Yes, we admit it.  The hosts of UtS are comic-book geeks and rock-and-roll fanatics from way back.  We’ve seen a scifi movie and t.v. show or two, and yeah, we dug the Avengers movie, big-time.  We’ve even seen more than a few episodes of the X-Files.   So we are honored to be joined this week by award-winning pop-culture researcher, writer and commentator Christopher Knowles.

Christopher Knowles is the author of The Secret History of Rock ‘n’ Roll: The Mysterious Roots of Modern Music, the Eagle Award-winning Our Gods Wear Spandex: The Secret History of Comic Book Heroes and the critically-acclaimed Clash City Showdown: The Music, The Meaning and The Legacy of The Clash. He’s also co-author of The Complete X-Files: Behind the Series, the Myths, and the Movies (Insight Editions), the authorized companion to the long-running TV series.

Christopher was a longtime associate editor and contributing writer for the five-time Eisner Award-winning magazine Comic Book Artist. Christopher has also written features, columns and reviews for Classic Rock, one of the top music magazines from the UK. His Jimmy Page cover-story was featured in the best-selling issue in that magazine’s history. He’s appeared on several podcasts, radio programs and documentaries as well as ABC News 20/20 and VH1.
For the past five years he wrote on pop culture and the paranormal for the popular blog The Secret Sun. His podcast The Secret Sun Radio Mystery Hour is coming shortly to iTunes. Christopher is currently working on new book projects for publication in 2013.

Please join us on November 17, 2012
Midnight EST / 9 pm PST
Call-in number: 786-245-8127
 Twitter: unravelingscrts
Go to to chat live in our chatroom during the show.

Friday, October 19, 2012

Secret Sun Radio Mystery Hour: Comics, Creativity and Credit with Arlen Schumer

Left: Steve Ditko - Right: Jack Kirby

In this episode, artist and pop culture historian Arlen Schumer comes aboard to share his thoughts on Stan Lee, Jack Kirby, Steve Ditko and the creation of Marvel superheroes like Spider-Man, the Hulk and the Fantastic Four. To most civilians, Stan Lee created all these legendary characters himself, but is that the real story? What role does the artist play in shaping comic book narrative? Arlen argues that the artist is actually more like a film director- the auteur of a comic book, creating the magic in what is essentially a visual medium.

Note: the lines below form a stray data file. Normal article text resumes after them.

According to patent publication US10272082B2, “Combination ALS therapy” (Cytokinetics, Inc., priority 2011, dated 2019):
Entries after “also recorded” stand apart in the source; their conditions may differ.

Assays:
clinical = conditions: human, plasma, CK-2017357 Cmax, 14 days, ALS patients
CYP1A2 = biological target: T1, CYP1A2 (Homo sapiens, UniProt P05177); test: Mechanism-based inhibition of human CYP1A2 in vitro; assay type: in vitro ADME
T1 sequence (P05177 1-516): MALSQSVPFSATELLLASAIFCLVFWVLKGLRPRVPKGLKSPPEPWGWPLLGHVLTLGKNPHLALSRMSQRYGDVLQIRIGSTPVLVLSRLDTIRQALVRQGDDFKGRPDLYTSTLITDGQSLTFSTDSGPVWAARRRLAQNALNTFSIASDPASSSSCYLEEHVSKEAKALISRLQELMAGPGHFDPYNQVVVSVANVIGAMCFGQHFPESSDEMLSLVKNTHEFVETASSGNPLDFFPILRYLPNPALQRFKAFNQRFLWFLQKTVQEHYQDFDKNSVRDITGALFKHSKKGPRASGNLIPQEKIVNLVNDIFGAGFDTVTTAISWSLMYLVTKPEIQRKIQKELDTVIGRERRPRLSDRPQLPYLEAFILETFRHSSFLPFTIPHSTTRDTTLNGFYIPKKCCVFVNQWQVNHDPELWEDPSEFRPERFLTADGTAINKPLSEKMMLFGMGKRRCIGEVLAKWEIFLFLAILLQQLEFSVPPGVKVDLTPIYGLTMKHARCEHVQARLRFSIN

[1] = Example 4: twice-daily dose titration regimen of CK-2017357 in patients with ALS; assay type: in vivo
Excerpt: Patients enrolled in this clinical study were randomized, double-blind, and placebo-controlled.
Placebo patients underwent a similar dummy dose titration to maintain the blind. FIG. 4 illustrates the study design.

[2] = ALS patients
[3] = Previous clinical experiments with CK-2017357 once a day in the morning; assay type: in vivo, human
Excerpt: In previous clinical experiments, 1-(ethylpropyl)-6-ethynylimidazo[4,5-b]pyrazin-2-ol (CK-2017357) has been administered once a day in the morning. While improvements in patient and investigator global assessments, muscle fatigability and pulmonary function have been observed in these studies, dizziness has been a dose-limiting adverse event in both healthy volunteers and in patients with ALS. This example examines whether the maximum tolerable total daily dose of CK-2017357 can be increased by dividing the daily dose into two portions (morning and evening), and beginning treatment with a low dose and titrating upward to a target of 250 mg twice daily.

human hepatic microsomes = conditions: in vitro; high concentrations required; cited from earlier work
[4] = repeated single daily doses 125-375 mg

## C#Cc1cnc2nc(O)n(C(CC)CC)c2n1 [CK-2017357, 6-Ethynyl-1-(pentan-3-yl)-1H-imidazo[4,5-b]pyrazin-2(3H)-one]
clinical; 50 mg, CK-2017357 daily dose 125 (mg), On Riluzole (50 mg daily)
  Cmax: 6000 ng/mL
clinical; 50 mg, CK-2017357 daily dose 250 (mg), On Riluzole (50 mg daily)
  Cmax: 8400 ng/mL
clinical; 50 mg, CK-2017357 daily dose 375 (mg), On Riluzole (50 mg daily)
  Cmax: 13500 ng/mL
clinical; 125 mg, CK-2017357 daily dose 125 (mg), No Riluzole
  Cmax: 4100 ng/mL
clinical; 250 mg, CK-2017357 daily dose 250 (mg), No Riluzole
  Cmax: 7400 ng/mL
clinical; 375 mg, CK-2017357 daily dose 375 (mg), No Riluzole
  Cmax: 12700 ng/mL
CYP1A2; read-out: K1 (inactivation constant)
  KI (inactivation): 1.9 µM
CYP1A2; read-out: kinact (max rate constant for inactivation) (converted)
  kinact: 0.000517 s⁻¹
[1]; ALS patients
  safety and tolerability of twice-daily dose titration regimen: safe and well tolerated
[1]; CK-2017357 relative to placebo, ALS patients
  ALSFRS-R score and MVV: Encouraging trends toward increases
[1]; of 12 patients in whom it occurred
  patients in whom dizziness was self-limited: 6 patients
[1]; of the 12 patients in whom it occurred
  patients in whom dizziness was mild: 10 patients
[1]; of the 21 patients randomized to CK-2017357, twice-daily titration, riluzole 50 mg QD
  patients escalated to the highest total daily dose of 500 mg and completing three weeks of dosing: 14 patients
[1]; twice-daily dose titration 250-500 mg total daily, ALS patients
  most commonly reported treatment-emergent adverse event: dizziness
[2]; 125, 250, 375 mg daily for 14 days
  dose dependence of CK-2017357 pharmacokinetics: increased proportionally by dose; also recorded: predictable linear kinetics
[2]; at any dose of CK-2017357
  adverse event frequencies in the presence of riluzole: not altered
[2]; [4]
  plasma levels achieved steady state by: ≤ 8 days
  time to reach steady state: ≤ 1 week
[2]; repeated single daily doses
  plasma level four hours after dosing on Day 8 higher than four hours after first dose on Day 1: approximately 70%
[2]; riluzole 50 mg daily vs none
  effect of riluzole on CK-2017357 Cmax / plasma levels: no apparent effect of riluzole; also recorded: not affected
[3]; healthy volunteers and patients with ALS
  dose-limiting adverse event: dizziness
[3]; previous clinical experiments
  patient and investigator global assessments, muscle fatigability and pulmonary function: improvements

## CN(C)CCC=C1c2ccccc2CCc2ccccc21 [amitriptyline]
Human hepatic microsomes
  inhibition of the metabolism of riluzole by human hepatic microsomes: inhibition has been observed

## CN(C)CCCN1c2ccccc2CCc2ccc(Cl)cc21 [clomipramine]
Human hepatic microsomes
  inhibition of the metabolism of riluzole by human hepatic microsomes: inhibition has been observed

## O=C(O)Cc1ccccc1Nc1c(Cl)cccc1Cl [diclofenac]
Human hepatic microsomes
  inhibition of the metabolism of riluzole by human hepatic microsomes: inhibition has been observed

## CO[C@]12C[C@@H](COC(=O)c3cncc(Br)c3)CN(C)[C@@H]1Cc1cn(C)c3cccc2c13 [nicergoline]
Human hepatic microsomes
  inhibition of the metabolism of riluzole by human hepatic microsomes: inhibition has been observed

But Kirby and Ditko were more than artists, they were writers themselves, responsible for the lion's share of the plotting on the most memorable Marvel Comics adventures. Was Stan himself a writer or was he in fact a true editor, generating germs of stories and polishing dialogue in much the same way a TV producer works with his creators? Arlen delves into these mysteries with the depth of a scholar and the passion of a lifelong fan.

With comics and superheroes playing an ever more central role in our culture, these are issues that can't be swept under the rug of history. This is one you're not going to want to miss.

Arlen Schumer is a member of The Society of Illustrators, creating comic book-style illustrations for advertising and editorial usage, and one of the foremost historians of comic book art—his book The Silver Age of Comic Book Art won the Independent Publishers Award for Best Popular Culture Book of 2003. He lectures on these and other pop culture subjects he is a recognized expert in, Rod Serling’s The Twilight Zone and the music of Bruce Springsteen, at universities and cultural institutions nationwide.
To find Arlen and his work online check out these links.

For an interview with Arlen on his own work, click here.

To support the Kirby Museum and get The Auteur Theory of Comics 16-pager & the Kirby Silver Edition 32-pager, click here

To get Arlen's Superman/Weisinger 16-pg verbal/visual essay in Alter Ego #112, click here.

To get his "ComiColumn" essays on Auteur, Weisinger/Superman and Joe Kubert, click here.

For more info on the AIGA-Los Angeles lecture on Wednesday 11/7, "The Graphic Design of Comic Book Art", click here.

For the Art Center College of Design (LA) lecture on Thursday, 11/8, "Illustration & Comic Art", click here.

And of course...

Monday, October 15, 2012

Pop Culture and the Desert of the Real

Longtime TV fixture Gary Collins pierced the veil and left this mortal coil at the age of 74. Collins' career is too long and twisting to detail here, but he entered the Secret Sun Hall of Fame when he starred (with Darren McGavin, no less) in the Solar foundational text Hangar 18 (which you read about in depth here), and was no stranger to other genre roles as well.